Campus

Shop ’til you drop: Is summer school worth it?

It might be the beginning of the semester, but that doesn’t mean it’s too early to start thinking about summer school. In fact, there’s even an info sesh this Wednesday, Feb. 1, about it at 1 p.m. online. (Be sure to reserve a spot if you’re interested.) While summer school is often seen as a necessary evil if you failed a class, it can still be a viable way to spend your summer. But should you even take a summer course? Here are some factors to consider.

What

Depending on which class you take, summer school is a six to 12 week session. The classes you take will be faster paced than one during the school year, but you’ll generally be more focused on the content since it’ll be the only class you’d be taking.

Classes are available for every major, but some departments will have more offerings than others. Some majors only have intro classes, some only upper-level courses, while some have both. Be sure to check out the course listings to find the class best for you.

When

There are three different dates that you can opt for. Session one is from May 22 to June 30; Session 2 is from July 3 to Aug. 11; then there’s an uber-special option for the truly gung-ho that’s a 12-week session from May 22 to Aug. 11.

How

To study at Columbia over the summer, you’ll need to pay the school a certain amount of $$$. One credit point costs $1,630, 2 points $3,260, 3 points $4,890, and 4 or more $1,630 per point. For example, 6 points would cost $9,780 (because 6 x $1,630 = $9,780), as stated on the website.

Why Catch up to the crowd

If you take a look at your major requirements and find one class that’s a basic prerequisite for everything else, you might wanna consider going to summer school. If you decided to be a psychology major but still haven’t taken The Science of Psychology, then you’re gonna be behind the pack when next year rolls around. If you didn’t find the perfect major until your sophomore year and are feeling like you’re lagging behind, maybe give summer in the city a go.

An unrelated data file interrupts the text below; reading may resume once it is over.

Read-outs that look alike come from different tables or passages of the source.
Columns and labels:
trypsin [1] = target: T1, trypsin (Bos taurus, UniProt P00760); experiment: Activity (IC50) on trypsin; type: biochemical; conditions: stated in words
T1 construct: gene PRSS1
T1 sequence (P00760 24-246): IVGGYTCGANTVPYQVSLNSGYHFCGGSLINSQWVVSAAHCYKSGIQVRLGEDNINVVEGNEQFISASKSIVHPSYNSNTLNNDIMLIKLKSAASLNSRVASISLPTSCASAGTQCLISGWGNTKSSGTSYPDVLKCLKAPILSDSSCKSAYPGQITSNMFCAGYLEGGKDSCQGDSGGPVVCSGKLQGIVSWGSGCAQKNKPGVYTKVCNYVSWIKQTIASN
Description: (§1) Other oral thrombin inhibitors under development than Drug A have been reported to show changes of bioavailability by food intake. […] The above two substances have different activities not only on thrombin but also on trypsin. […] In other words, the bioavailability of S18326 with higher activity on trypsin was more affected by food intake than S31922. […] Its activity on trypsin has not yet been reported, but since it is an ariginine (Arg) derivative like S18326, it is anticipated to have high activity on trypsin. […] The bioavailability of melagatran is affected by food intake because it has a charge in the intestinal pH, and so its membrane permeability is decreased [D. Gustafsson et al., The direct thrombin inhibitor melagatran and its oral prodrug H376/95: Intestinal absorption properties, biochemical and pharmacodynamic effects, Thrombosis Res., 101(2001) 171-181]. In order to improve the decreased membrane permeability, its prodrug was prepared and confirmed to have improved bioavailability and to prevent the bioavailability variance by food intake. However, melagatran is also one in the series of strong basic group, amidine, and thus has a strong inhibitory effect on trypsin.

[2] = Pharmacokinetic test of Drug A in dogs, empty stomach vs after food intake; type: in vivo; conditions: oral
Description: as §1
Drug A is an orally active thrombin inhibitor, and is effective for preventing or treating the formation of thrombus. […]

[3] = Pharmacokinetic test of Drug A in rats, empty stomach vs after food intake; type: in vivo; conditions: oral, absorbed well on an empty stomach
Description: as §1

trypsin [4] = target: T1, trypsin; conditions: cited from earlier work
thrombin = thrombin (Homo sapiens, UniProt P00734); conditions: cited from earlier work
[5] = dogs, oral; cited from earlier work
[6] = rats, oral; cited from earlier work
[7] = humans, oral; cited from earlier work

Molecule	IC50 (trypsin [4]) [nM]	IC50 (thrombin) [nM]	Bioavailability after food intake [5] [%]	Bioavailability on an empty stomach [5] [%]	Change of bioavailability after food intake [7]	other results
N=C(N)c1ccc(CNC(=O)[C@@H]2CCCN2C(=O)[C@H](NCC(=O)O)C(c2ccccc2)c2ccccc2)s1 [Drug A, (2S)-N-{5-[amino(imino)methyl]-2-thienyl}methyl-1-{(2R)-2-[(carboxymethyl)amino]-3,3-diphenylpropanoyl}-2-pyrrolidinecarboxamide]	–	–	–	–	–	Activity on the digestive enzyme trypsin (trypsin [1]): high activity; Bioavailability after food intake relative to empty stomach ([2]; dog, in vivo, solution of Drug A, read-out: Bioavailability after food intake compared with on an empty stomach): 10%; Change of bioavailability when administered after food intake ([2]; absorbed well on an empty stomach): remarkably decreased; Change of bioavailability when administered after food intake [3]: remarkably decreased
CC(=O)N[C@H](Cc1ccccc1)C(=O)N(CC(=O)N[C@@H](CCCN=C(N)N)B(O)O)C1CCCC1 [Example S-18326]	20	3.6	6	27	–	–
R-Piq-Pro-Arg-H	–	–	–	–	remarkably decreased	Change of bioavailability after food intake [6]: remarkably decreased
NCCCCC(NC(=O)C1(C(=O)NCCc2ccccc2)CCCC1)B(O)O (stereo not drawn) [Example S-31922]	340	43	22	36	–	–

Get ahead of the game

If you’ve already completed some of your major or pre-professional requirements, that doesn’t mean summer school isn’t useful. In fact, if you only need one or two classes left to complete your reqs, you could finish everything up over the summer.

For instance, pre-meds and chemistry majors can do their orgo year over the summer. That’ll save up some time and give you an open slot during the school year to do whatever tickles your fancy.

You took an L

If you did end up getting a poor grade in a class, or missed the drop deadline and got stuck with a W, summer school is a great option. You won’t have the stress of other classes to get in the way, giving you the ability to focus on getting that A.

You got denied

I don’t wanna be a Debbie Downer, but not everyone gets their numero uno internship or fellowship. If you ended up without a summer activity, going to summer school is a great option to keep you busy and get ahead. While you might not be working at Goldman Sachs downtown, you could still learn the know-hows of business and finance at summer school.

Staying in the city

If you don’t wanna go home for the summer, then taking summer courses is an easy way to convince your parents to let you stay in NYC this summer. It’s not like CU accepts course credit anywhere else, so you have to take classes here. Besides, I’m sure taking that stats class you’ve been putting off while having more free time to actually explore the city would be way better than being bored at home.

Money, money, money

As with all things at CU, taking summer classes and living in CU housing is going to cost you hella green. So, be sure to talk about your financial situation with your family. If you have the funds, then summer school can be a reality. If not, there are still several scholarships, grants, and jobs you can apply for to help pay for everything.

But like, school sucks

There are several advantages to summer school. But, at the end of the day, we already spend eight months studying and working our booties off. We do need a long, deserved break from school. So, even if you don’t get the internship you want, there are tons of things you can do besides studying. You can get a summer job, travel, volunteer, binge-watch shows on Netflix, read, take up a new hobby, etc. etc., all of which might be difficult to do with summer school in the way.

No matter what your summer plans are, it’s important to stay organized and actually discuss everything thoroughly with your parents. They’re your biggest supporters; keep them in the loop.

Got any summer school stories to share? Tell us about it on Facebook, Twitter, Instagram, or Snapchat @CUSpectrum.

Huber Gonzalez is Spectrum’s deputy editor and a Columbia College sophomore. He’s considering taking summer classes if everything else he plans on doing falls through. Reach him at huber.gonzalez@columbiaspectator.com.

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